“It was a special moment. There’s really nothing else to say. The 2013 Roughriders were the class of the league and they deserved a championship.
“I felt really happy for guys like Darian Durant, who was on the team in 2007 but it really wasn’t his team.
“I felt happy for guys like Chris Getzlaf and Rob Bagg. Getz was on the team in 2007 but he wasn’t playing at the time. Rob made the team in 2007, but he went back to school and then he started in ’08.
“For guys like that, and guys like Weston Dressler who were part of the Canadian Air Force in the glory years, that era of football in Saskatchewan was very, very special. I’m so proud to be a small part of it.
“So, yeah, I was happy for all those guys. I was happy for the team and I was happy for the organization. I was sad for us. We came up short.
“The following year, we had a disappointing finish in the Grey Cup, so it was a similar path to what happened in ’09 and ’10 in Saskatchewan.”
When rival defensive backs attempted to impede Fantuz’s path, he routinely evaded them.
In 2016, at age 32, he amassed a career-best 101 receptions for 1,059 yards en route to being honored as the East’s Most Outstanding Canadian.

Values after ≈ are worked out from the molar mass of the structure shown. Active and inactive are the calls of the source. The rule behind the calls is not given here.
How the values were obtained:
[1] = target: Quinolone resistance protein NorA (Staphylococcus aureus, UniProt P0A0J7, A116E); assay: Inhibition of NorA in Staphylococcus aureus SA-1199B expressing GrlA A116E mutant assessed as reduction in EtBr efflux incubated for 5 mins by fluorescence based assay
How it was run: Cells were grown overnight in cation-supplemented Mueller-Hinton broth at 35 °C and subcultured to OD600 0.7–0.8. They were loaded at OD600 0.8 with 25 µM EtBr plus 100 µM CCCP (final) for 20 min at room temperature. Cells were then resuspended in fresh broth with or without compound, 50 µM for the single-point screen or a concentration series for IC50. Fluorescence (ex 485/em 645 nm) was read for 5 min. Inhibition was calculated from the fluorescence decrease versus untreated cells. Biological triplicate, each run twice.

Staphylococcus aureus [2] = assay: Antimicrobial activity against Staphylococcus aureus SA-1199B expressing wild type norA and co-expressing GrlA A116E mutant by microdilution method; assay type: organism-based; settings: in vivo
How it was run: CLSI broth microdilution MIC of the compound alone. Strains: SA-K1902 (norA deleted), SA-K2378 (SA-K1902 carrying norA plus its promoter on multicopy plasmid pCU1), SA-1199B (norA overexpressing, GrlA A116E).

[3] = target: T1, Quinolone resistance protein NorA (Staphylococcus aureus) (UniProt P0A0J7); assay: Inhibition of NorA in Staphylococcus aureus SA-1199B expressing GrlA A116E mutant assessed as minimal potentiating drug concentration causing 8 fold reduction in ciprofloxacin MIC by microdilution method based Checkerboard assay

However, he suffered a torn anterior cruciate knee ligament in the Tiger-Cats’ penultimate game of the 2016 season. He played in only three more games, all in 2017, before announcing his retirement from football on July 19, 2018.
Fantuz’s post-playing life has included a focus on his family, along with time spent training athletes, tutoring and mentoring students, and providing commentary on Tiger-Cats audio broadcasts.
And the accolades continue.
In 2021, he returned to Saskatchewan to be enshrined in the SaskTel Plaza of Honour, alongside Getzlaf, Paul J. Hill and Gabe Patterson.
This past December, Fantuz was among the inaugural inductees into the Football Ontario Hall of Fame.
Although he is instantly identifiable with the gridiron game, there is also a hockey connection.
He played the sport competitively until football became the emphasis in Grade 9.
“I was 13, playing on a travelling (hockey) team, and then I stopped playing,” Fantuz said. “I might have played one or two years of house league hockey in high school, just for fun.
“Since high school, I haven’t been on ice in an arena. Saturday will be the first time since high school.”
That is quite the extended hiatus from hockey.
“I did go on a pond, maybe in university, once or twice, but I hadn’t put on skates in 20 years,” said Fantuz, 40. “I got out on to an outdoor rink (in Oakville) this week to make sure I didn’t make a fool of myself or get hurt.
“I wanted to get my daughters out there, too, so the first time I went skating, I was bent over, holding my two-year-old. That didn’t really help too much. I got out by myself one time so I could try to turn around a few times and stop and this and that.”
Well … how did it go?
“It was rough at the very beginning, but I got it back fairly quickly,” Fantuz concluded. “It’s kind of like riding a bike.
“I’m not going to say I’m very smooth, but I think I’m OK to go out there and have some fun.”